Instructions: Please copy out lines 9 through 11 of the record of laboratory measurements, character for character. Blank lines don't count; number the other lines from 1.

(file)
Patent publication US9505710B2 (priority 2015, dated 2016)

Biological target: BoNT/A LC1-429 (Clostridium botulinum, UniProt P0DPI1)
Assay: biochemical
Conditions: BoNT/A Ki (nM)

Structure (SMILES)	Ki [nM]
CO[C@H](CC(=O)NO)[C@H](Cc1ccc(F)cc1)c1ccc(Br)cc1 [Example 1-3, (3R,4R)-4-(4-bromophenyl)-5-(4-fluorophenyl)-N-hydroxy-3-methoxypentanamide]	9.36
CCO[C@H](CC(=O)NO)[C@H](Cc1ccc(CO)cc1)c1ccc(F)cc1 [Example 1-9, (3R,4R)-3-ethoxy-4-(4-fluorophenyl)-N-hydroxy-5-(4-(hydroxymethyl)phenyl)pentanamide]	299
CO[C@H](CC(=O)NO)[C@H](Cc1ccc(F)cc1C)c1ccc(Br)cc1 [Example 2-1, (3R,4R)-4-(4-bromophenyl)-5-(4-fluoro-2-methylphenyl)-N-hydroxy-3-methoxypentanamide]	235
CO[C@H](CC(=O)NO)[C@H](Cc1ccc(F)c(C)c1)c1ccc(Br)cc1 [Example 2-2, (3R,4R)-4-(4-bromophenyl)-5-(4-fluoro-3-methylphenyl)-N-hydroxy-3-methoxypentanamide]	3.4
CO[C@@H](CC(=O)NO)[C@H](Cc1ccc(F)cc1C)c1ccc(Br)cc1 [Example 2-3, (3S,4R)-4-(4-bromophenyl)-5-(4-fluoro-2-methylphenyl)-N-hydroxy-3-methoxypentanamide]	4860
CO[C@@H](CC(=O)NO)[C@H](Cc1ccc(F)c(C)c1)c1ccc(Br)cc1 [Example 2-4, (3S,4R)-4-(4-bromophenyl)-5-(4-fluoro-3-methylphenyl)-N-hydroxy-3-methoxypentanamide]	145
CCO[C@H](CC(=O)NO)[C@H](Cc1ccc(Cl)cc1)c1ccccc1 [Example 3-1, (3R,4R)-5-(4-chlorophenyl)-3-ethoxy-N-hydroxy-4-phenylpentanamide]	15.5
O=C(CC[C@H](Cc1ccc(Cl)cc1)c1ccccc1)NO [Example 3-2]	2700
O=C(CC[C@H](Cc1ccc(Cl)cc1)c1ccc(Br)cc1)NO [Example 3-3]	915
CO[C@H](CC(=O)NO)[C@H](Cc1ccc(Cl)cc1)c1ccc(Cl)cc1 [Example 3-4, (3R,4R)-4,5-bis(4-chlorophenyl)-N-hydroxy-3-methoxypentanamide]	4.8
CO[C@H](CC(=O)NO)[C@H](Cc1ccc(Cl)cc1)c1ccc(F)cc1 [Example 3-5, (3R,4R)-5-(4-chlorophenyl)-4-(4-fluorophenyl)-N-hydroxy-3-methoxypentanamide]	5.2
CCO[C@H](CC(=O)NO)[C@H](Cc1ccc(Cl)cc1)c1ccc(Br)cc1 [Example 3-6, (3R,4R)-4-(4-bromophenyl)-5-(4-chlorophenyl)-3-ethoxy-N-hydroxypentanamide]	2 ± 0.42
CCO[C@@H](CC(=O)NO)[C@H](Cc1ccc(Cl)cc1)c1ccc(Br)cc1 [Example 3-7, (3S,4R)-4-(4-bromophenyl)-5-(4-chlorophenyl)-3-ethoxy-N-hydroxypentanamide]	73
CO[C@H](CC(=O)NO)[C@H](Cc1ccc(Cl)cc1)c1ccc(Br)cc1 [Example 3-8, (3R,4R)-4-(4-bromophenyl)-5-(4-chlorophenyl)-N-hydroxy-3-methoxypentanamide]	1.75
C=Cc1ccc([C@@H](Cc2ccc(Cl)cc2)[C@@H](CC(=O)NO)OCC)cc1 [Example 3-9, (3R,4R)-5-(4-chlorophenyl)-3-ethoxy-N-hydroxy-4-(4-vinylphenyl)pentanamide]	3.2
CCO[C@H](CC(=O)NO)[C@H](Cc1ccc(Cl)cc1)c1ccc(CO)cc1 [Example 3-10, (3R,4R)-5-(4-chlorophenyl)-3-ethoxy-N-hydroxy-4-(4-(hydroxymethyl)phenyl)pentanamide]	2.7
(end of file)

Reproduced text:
CO[C@H](CC(=O)NO)[C@H](Cc1ccc(F)c(C)c1)c1ccc(Br)cc1 [Example 2-2, (3R,4R)-4-(4-bromophenyl)-5-(4-fluoro-3-methylphenyl)-N-hydroxy-3-methoxypentanamide]	3.4
CO[C@@H](CC(=O)NO)[C@H](Cc1ccc(F)cc1C)c1ccc(Br)cc1 [Example 2-3, (3S,4R)-4-(4-bromophenyl)-5-(4-fluoro-2-methylphenyl)-N-hydroxy-3-methoxypentanamide]	4860
CO[C@@H](CC(=O)NO)[C@H](Cc1ccc(F)c(C)c1)c1ccc(Br)cc1 [Example 2-4, (3S,4R)-4-(4-bromophenyl)-5-(4-fluoro-3-methylphenyl)-N-hydroxy-3-methoxypentanamide]	145